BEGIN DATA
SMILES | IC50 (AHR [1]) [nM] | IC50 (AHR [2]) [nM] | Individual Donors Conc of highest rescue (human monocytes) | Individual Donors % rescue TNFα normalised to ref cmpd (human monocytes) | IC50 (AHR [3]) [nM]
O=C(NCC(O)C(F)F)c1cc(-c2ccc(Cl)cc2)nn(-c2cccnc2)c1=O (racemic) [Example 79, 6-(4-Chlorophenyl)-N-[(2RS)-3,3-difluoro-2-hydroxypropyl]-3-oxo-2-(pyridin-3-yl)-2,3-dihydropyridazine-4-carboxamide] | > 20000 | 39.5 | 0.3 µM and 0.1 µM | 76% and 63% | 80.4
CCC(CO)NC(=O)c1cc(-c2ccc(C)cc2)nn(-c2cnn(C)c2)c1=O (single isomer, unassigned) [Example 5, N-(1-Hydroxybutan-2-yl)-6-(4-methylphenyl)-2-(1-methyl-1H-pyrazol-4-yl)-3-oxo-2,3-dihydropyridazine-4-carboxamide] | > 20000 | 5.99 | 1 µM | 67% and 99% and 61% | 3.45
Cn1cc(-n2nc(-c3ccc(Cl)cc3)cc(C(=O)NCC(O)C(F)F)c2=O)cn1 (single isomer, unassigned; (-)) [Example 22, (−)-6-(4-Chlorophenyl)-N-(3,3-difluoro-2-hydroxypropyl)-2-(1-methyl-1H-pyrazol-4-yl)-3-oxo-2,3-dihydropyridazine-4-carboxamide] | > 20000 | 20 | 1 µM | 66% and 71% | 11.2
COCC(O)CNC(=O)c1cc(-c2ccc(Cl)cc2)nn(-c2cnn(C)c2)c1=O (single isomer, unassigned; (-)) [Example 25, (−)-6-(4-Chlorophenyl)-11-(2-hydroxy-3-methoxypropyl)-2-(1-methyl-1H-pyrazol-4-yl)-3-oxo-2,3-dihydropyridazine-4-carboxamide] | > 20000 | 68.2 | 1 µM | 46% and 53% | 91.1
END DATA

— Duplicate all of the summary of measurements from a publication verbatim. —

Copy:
SMILES | IC50 (AHR [1]) [nM] | IC50 (AHR [2]) [nM] | Individual Donors Conc of highest rescue (human monocytes) | Individual Donors % rescue TNFα normalised to ref cmpd (human monocytes) | IC50 (AHR [3]) [nM]
O=C(NCC(O)C(F)F)c1cc(-c2ccc(Cl)cc2)nn(-c2cccnc2)c1=O (racemic) [Example 79, 6-(4-Chlorophenyl)-N-[(2RS)-3,3-difluoro-2-hydroxypropyl]-3-oxo-2-(pyridin-3-yl)-2,3-dihydropyridazine-4-carboxamide] | > 20000 | 39.5 | 0.3 µM and 0.1 µM | 76% and 63% | 80.4
CCC(CO)NC(=O)c1cc(-c2ccc(C)cc2)nn(-c2cnn(C)c2)c1=O (single isomer, unassigned) [Example 5, N-(1-Hydroxybutan-2-yl)-6-(4-methylphenyl)-2-(1-methyl-1H-pyrazol-4-yl)-3-oxo-2,3-dihydropyridazine-4-carboxamide] | > 20000 | 5.99 | 1 µM | 67% and 99% and 61% | 3.45
Cn1cc(-n2nc(-c3ccc(Cl)cc3)cc(C(=O)NCC(O)C(F)F)c2=O)cn1 (single isomer, unassigned; (-)) [Example 22, (−)-6-(4-Chlorophenyl)-N-(3,3-difluoro-2-hydroxypropyl)-2-(1-methyl-1H-pyrazol-4-yl)-3-oxo-2,3-dihydropyridazine-4-carboxamide] | > 20000 | 20 | 1 µM | 66% and 71% | 11.2
COCC(O)CNC(=O)c1cc(-c2ccc(Cl)cc2)nn(-c2cnn(C)c2)c1=O (single isomer, unassigned; (-)) [Example 25, (−)-6-(4-Chlorophenyl)-11-(2-hydroxy-3-methoxypropyl)-2-(1-methyl-1H-pyrazol-4-yl)-3-oxo-2,3-dihydropyridazine-4-carboxamide] | > 20000 | 68.2 | 1 µM | 46% and 53% | 91.1